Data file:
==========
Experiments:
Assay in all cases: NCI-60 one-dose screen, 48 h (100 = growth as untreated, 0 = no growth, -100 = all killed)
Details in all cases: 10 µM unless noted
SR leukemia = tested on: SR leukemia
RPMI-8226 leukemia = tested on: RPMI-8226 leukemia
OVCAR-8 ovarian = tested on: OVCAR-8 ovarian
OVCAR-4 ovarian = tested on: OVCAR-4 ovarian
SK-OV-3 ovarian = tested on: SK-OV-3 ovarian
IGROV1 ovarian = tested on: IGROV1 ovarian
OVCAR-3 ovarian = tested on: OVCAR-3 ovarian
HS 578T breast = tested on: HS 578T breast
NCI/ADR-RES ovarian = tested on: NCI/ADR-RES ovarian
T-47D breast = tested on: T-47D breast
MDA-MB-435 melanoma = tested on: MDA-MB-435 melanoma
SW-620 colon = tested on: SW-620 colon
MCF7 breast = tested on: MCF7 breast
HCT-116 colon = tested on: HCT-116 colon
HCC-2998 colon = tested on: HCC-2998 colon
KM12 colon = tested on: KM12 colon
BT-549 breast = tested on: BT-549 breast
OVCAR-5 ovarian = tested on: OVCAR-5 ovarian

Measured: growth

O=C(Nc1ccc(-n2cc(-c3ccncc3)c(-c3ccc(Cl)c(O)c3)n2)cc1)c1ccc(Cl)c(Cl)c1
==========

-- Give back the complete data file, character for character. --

Experiments:
Assay in all cases: NCI-60 one-dose screen, 48 h (100 = growth as untreated, 0 = no growth, -100 = all killed)
Details in all cases: 10 µM unless noted
SR leukemia = tested on: SR leukemia
RPMI-8226 leukemia = tested on: RPMI-8226 leukemia
OVCAR-8 ovarian = tested on: OVCAR-8 ovarian
OVCAR-4 ovarian = tested on: OVCAR-4 ovarian
SK-OV-3 ovarian = tested on: SK-OV-3 ovarian
IGROV1 ovarian = tested on: IGROV1 ovarian
OVCAR-3 ovarian = tested on: OVCAR-3 ovarian
HS 578T breast = tested on: HS 578T breast
NCI/ADR-RES ovarian = tested on: NCI/ADR-RES ovarian
T-47D breast = tested on: T-47D breast
MDA-MB-435 melanoma = tested on: MDA-MB-435 melanoma
SW-620 colon = tested on: SW-620 colon
MCF7 breast = tested on: MCF7 breast
HCT-116 colon = tested on: HCT-116 colon
HCC-2998 colon = tested on: HCC-2998 colon
KM12 colon = tested on: KM12 colon
BT-549 breast = tested on: BT-549 breast
OVCAR-5 ovarian = tested on: OVCAR-5 ovarian

Measured: growth

O=C(Nc1ccc(-n2cc(-c3ccncc3)c(-c3ccc(Cl)c(O)c3)n2)cc1)c1ccc(Cl)c(Cl)c1